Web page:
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While the nation was embroiled in the presidential elections, a number of important legal and regulatory issues absorbed pharmaceutical executives, writes Jill Wechsler.
While the nation was embroiled in this year's presidential elections and heated debate over the impact of health reform, a number of important legal and regulatory issues absorbed pharmaceutical executives. One bit of good news was Congressional approval of legislation that stiffens penalties for crimes involving theft and hijacking of drugs and medical devices. Just before leaving town in September, the Senate quietly enacted the Safe Doses Act (HR 4223), which had been approved by the House in June, and President Obama signed the bill into law last month. Manufacturers have long complained that criminals face stiffer penalties for stealing handbags and CDs than prescription drugs. The legislation, which was sponsored by Rep. James Sensenbrenner (R-Wis) and Sen. Charles Schumer (D-NY), changes that by imposing hefty fines and jail sentences for falsification, alteration or forgery of medical products and their subsequent transportation or sale.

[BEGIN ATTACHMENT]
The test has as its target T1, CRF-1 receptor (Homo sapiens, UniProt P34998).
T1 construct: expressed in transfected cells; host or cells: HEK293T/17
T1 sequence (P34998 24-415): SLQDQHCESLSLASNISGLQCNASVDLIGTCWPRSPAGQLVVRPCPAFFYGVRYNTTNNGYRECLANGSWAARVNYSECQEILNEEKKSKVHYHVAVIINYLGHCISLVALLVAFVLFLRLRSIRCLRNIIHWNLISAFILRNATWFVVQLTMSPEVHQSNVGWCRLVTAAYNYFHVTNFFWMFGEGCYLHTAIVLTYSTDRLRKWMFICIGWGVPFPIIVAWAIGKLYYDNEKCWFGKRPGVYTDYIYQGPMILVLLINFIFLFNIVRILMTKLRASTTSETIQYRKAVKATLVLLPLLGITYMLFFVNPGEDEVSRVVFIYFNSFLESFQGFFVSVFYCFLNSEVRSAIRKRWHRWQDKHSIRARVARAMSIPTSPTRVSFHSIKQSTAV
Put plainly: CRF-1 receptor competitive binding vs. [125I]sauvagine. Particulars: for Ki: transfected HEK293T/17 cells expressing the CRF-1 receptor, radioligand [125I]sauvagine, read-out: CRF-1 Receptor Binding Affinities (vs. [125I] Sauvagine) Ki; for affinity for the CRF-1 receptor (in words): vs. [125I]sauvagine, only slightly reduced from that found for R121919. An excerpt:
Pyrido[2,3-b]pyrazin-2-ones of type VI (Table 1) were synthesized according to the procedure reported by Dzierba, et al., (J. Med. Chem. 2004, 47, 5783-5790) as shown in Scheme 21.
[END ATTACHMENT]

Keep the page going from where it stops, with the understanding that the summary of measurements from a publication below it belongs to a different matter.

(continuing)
Meanwhile, FDA stepped up its campaign against illegal Internet drug sales, joining the fifth "Operation Pangea" coordinated by Interpol. The recent effort shut down more than 18,000 pharmacy websites worldwide and led to the seizure of about $10 million worth of drugs. In the United States FDA took action against some 4,000 Internet pharmacies, sending out warning letters, seizing illegal products, and shutting websites—at least temporarily. At the September meeting of the Partnership for Safe Medicines, commissioner Margaret Hamburg also described FDA's "BeSafeRx" campaign, which aims to educate consumers on the dangers of Internet drug purchases.
All this took place amidst a mounting national outcry over a meningitis outbreak linked to contaminated injectables from a Massachusetts compounding pharmacy. The health crisis focused attention on FDA's limited authority to regulate these operators and generated calls for legislation to remedy the problem, a move supported by both parties.
During the Congressional recess, discussions continued over legislative proposals for establishing a national drug track-and-trace system. Manufacturers and FDA officials still hope to devise a workable program for monitoring drugs through the supply chain, but have been stuck over whether to start with a more limited batch-level tracking approach, versus the feasibility of requiring tracking for every vial, as FDA prefers.